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Discussion Starter · #1 ·
OK... This has to be a stupid question, but I'm confused so what the hell.


OK, if you're watching a DVD, you can usually set the DVD player to send a widescreen signal, 'squished' so that if your viewing device is 16x9, you get a full screen image. right? Basically, it takes away the black bars, and squishes the image on the screen, for the display device to 'unsquish'.


What happens if you are watching a video source, that is letterboxed, but doesn't 'pre squish' the image? Say a VCR or DSS?...


If you're watching a letterbox program, such as ER on network TV, what screen size setting do you use?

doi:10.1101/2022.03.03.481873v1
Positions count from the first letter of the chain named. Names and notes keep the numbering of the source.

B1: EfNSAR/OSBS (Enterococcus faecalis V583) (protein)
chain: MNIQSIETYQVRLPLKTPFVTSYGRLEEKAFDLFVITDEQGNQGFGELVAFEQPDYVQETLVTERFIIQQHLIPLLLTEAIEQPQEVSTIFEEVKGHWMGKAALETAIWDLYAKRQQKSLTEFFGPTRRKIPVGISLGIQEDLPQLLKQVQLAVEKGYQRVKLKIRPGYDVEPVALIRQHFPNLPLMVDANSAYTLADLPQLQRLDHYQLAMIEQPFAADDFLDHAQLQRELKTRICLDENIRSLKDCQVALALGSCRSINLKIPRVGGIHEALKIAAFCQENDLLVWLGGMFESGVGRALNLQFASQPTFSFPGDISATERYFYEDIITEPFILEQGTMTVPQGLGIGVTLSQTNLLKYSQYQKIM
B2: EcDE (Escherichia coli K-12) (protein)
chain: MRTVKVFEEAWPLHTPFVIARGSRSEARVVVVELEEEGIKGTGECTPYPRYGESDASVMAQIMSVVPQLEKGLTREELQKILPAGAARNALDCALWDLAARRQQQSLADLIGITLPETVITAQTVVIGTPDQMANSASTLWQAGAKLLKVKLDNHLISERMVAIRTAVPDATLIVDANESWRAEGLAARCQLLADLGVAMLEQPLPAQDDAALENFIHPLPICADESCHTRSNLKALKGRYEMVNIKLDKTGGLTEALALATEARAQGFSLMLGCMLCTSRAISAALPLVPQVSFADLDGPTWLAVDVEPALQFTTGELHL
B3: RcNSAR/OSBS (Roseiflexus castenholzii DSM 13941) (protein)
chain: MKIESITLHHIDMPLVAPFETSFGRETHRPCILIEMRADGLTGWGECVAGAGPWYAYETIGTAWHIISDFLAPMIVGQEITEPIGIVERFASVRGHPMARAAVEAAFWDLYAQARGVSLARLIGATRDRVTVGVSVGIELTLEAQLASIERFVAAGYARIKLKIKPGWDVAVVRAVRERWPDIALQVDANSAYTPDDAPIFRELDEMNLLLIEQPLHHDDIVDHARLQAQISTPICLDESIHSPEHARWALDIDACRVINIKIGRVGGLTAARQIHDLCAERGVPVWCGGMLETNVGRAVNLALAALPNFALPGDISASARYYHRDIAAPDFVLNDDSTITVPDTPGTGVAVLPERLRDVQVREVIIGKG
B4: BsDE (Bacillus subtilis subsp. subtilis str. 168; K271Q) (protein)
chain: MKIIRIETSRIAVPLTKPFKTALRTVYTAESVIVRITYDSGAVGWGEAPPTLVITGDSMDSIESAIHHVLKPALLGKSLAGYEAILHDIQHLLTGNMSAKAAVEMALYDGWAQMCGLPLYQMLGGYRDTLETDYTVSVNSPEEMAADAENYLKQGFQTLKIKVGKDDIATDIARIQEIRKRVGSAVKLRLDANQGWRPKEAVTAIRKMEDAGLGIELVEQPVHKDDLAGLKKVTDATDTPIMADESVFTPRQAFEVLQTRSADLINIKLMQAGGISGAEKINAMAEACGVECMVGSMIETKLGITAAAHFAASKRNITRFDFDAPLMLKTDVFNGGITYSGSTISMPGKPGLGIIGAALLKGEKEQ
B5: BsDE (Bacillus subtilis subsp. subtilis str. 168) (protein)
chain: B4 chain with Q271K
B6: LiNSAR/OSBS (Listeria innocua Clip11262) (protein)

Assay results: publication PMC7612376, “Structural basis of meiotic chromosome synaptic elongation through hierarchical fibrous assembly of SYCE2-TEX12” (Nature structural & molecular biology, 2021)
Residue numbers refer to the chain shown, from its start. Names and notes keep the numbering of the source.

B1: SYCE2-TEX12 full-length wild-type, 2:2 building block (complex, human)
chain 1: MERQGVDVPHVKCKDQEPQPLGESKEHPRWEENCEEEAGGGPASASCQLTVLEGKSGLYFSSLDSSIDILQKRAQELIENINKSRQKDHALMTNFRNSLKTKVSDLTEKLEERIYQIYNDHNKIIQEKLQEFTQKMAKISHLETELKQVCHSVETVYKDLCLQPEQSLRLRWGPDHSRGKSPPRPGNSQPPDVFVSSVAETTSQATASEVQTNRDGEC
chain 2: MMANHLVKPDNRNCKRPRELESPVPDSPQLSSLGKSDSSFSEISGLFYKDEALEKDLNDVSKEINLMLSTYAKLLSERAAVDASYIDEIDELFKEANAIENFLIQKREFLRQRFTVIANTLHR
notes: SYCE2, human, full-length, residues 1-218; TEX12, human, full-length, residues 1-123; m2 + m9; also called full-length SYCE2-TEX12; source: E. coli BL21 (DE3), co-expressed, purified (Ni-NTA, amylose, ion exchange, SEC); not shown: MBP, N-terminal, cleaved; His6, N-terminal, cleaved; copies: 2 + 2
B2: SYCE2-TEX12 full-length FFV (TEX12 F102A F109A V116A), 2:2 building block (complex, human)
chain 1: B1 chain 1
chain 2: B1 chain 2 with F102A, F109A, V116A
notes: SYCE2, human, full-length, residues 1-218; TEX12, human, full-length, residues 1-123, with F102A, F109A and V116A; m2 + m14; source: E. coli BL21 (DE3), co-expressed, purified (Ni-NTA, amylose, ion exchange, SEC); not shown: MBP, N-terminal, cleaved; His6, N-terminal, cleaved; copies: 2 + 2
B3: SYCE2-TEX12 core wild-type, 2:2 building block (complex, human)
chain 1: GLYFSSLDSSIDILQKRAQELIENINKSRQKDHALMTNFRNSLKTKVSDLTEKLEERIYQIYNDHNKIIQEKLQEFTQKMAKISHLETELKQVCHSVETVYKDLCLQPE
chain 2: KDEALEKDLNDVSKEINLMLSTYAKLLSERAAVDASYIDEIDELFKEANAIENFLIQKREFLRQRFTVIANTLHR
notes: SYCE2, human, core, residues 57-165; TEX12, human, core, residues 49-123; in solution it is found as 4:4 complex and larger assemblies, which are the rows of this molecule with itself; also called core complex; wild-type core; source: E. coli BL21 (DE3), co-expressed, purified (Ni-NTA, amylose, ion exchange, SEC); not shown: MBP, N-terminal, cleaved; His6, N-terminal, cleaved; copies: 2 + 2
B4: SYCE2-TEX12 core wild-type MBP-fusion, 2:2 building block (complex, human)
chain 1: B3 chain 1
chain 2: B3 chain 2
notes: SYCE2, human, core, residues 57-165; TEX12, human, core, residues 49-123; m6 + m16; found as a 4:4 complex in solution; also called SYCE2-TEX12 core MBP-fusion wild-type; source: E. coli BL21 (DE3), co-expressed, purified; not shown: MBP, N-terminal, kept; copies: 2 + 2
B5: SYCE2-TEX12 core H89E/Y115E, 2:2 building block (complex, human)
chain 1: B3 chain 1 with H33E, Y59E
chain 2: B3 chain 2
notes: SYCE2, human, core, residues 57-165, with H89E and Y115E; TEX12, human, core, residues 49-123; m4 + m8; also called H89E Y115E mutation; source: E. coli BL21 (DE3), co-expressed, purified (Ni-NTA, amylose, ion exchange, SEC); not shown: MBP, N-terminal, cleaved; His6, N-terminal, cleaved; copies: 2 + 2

"Full" distorts the image, because with the letterbox bars, it's designed for 4:3 TVs, and even though the program is "widescreen", everyone looks fat because the bars havn't been removed.

"Normal" dosen't use the full 16x9 chip, and the screen isn't filled. In addition, since it's displaying 4:3, with letterbox bars, your screen is quite tiny and only a fraction of the LCD chip is used. Not cool.

"Zoom" Zooms too much, and the top and bottom of the image are cut off.


So what's the deal? How does one supposed to watch letterbox programming with a wide screen projector?


For "full" to work properly, you would need the image to be sent "squished" so when the player streatches it, the aspect ratio is correct...


Can someone help me with what must be a most basic question...


Thanks,


-Jason W
 
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